You could argue that private schools in the UK are more “elite” than they are here in Australia. After all only 7% of UK children attend private schools compared with over 30% here.

You could also argue that the quality of education in some of the UK’s state schools is equal to the education that some Australians pay for here privately. If that argument could be proved, then without a doubt the UK would win this cost comparison on the price of education. But until anybody can prove that……..

Who wins?

Public (state) schools here in Australia are more expensive than they are in the UK. But not by a lot. (Unless you go to Victoria). Once you’ve bought all the extra stuff, like the school uniform, stationery, sports kit etc, I’d like to wager Australian public schools can’t be anything much higher than 30% more expensive than the UK’s schools.

But private schools are cheaper here than in England. Quite a bit cheaper. In fact, at the least 50% cheaper, possibly as much as 70% cheaper when you compare the average £11,000 a year (that’s nearly $20,000) with the average of $6,300 here.

So, dare I award this category, the cost of education between England and Australia compared, to Australia?

No! But I’m calling it a draw.

Conclusion.

Don’t be too afraid of the cost of schooling here in Australia, it’s not that bad. And you do have the choice, you can pretty well spent as much or as little as you want.

Lesson 2:

I am pleased to announce that our teacher has returned to give us a second lesson, this one is called State School Fees for Temporary Visa Holders in Australia.

If you are coming here on a temporary 457 visa, you really must read it.

Update 2016

Obviously school fees change each year and this article is now a little out of date. Finding up-to-date information is incredibly difficult as many schools do not publish their fees online. Also, not only do fees vary from school to school, they can also change from grade to grade.

A Year 7 student will not pay as much as a Year 12 student.

During the last year we have been looking at high schools for our daughter Elizabeth here in the Brisbane area. For what it’s worth, the school fees we were quoted were:

  • Catholic School 1 = $7000 per year
  • Catholic School 2 = $12,000 per year
  • Independent Private School = $15,000 per year
  • Additionally, the above-mentioned Geelong Grammar now charges around $35,000 per year

These fees are not averages, they are specific fees quoted by four different schools. Any of you seriously looking at private education in Australia would be advised to get the up-to-date school fees directly from any individual school you might be interested in.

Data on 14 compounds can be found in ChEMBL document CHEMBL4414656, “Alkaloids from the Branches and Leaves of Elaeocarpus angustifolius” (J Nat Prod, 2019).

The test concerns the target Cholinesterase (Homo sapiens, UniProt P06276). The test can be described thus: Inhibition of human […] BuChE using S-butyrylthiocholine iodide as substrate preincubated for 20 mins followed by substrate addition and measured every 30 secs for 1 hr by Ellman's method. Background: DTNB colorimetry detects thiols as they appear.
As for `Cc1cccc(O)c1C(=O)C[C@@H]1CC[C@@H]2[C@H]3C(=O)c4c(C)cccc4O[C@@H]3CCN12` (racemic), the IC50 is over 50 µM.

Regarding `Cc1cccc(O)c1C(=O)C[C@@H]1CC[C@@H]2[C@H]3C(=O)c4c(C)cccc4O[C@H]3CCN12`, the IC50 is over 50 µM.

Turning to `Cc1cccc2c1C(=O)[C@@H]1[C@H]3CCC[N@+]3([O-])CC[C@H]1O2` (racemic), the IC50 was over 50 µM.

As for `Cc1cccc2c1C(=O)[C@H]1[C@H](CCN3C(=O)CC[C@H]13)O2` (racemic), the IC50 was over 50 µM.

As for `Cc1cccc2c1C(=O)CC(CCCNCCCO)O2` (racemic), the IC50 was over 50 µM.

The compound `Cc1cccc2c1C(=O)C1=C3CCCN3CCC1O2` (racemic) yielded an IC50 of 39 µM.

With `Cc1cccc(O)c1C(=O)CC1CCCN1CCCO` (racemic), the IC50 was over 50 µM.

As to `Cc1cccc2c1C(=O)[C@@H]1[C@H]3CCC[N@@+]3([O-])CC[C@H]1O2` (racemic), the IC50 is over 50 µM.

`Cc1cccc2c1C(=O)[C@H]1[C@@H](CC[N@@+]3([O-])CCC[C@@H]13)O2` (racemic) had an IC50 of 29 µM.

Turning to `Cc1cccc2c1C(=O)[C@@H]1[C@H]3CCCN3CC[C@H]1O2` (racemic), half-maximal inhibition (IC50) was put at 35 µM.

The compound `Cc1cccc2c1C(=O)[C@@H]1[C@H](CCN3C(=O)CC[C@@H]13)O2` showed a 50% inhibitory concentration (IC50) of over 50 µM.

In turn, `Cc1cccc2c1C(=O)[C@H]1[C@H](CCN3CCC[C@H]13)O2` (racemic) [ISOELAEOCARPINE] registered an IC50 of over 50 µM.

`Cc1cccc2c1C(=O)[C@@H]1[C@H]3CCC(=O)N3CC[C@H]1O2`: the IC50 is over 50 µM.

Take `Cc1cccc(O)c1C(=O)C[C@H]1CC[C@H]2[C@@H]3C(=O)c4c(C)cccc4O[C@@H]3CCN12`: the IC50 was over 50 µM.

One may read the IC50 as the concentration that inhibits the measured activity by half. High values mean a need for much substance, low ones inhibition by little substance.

Those of you looking at those Catholic school fees will be thinking they have risen massively; I’m not sure that’s the case. Maybe the two Catholic schools we looked at were unusually expensive. My understanding is that you can still get a Catholic private school education for much less, I have certainly seen plenty of Catholic schools quoting fees of between $1000 and $3000 per year.

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{ 126 comments… add one }
  • Ryan Juan August 15, 2016, 6:49 pm | Link

    Hi bob, im on a 457 visa now and planning to get my wife and son as a dependent.I just want to ask if i could let my 5 year old son study on a public school or am i required to send him to a private one?How much would it cost me if i send him to a private school? Thanks hope you can help me with this..

    • BobinOz August 17, 2016, 2:07 pm | Link

      You need to click on the link underneath the title of Lesson 2 in the above article for more information about that one. The choice is yours though, you can choose a private school if you prefer, or go public.

      Whether or not you have to pay for a public school depends on which state you are going to be living in.

    • Jon August 27, 2016, 4:50 pm | Link

      Hi
      homelearn.com.au they are a distance education provider for years kindergarten to years 12, its all distance learning and is about $400. a year.

  • Edwine July 9, 2016, 10:51 pm | Link

    Hi Bob am on a 573 visa already studying at Tafe WA.My wife and a daughter of 5 years wish to join me from Kenya.Tafe tells me that fee for my daughter who will be going to year one probably is $13500 for public school. Is there any affordable school other than gov schools?

    • BobinOz July 10, 2016, 8:49 pm | Link

      As far as I am aware, government schools are the cheapest. That sounds a lot of money though, $13,500, all I can suggest is that maybe you look for local Catholic schools to see what they would charge.

      You do not have to be a Catholic to go to a Catholic school and most of them do not try to enforce their own religion. Worth a look.

  • Mariana July 4, 2016, 6:45 am | Link

    Hello,
    My son, Egyptian, 17 years old, already finished grade 10 in an American international school. He is studying SAT which I know it’s not available/common in Perth. He can’t switch now to IB system. What can be more suitable to him? AP ?

    • BobinOz July 5, 2016, 12:11 am | Link